We have developed a new instrument for monitoring electronic wavepacket dynamics using a single electromagnetic pulse pair. The operation of the device is analogous to that of single-shot cross-correlators commonly used to monitor the temporal evolution of short laser pulses. We have used the instrument to probe wavepacket evolution over time scales ranging from 100 psec to less than 1 fsec. The device reduces the amount of time required to collect pump-probe time delay data by orders of magnitude, greatly reducing the deleterious effects of experimental drifts. In addition, the single-shot feature provides real-time feedback as to the affect of various experimental parameters on the electron dynamics, allowing us to literally tune-up our equipment to enhance desired behavior at specific times.
©1997 Optical Society of America
During the last decade a large number of experiments have focused on the study of a variety of different types of electronic wavepackets in atoms.[1,2] Almost invariably, these experiments employ “pump” and “probe” laser pulses to create and monitor wavepacket evolution. The pump pulse populates a coherent superposition of electronic levels from some initial state. The evolution of this non-stationary state is reflected in the time-dependence of its stimulated photoabsorption and emission cross sections. Therefore, the motion of the wavepacket can be monitored experimentally using the probe pulse to (de)excite the wavepacket to some final state. Depending on the specifics of the experiment, different types of information on the electron dynamics can be obtained by measuring the electronic population in the final state as a function of the relative delay between the pump and probe pulse.[1,2]
Unfortunately, this type of measurement is destructive. The wavepacket that is produced by the pump pulse is destroyed by the probe. Therefore, the time-dependent evolution of the wavepacket can only be obtained from multiple measurements at different relative delays between the pump and probe. All experimental parameters must remain perfectly constant during consecutive measurements as the relative pump-probe delay is varied if an accurate determination of the electron dynamics is to be made. Of course, rapid shot-to-shot variations can be eliminated by averaging the results of multiple measurements at the same pump-probe delay. However, this necessarily increases the amount of time required to obtain a full delay scan and increases the possibilities for long term drifts, particularly in low repetition rate systems. In some situations, maintaining the required stability during hours of data collection makes experiments prohibitively difficult. Moreover, the destructive experimental method lacks real-time feedback. A delay scan must be performed before one can ascertain the affect on the dynamics of changing any experimental parameter.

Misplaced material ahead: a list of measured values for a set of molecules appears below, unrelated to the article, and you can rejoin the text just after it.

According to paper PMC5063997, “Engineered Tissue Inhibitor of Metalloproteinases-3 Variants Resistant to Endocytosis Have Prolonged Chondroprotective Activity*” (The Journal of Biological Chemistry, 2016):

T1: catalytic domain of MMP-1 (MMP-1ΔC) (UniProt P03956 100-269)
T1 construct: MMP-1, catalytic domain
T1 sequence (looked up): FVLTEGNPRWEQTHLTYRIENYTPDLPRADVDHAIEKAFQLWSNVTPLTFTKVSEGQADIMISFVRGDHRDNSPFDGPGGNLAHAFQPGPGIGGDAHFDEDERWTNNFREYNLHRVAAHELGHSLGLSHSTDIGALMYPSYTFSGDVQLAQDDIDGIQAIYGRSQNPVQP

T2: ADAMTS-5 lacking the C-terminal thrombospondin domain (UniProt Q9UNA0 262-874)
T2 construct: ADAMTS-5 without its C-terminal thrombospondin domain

In an attempt to circumvent these experimental problems, we have constructed a device which is capable of monitoring electron dynamics using a single pump-probe pair. The detector utilizes pump and probe beams which cross at some non-zero angle, θ, through a sample of atoms as shown in Fig. 1. The relative pump-probe delay varies linearly along an axis, x̂, perpendicular to the average propagation direction of the two pulses, ẑ. The difference in the relative pulse delay for two atoms separated by a distance, d, along the x̂ axis is . Therefore, in a single shot, atoms which experience a range of delays are present in the sample, and the problem of determining the final state population as a function of time-delay becomes one of measuring the number of final state atoms as a function of position along the x̂ axis. This measurement is straightforward if the final state is in the continuum or can be selectively coupled to the continuum through subsequent photo-, field-, or auto-ionization.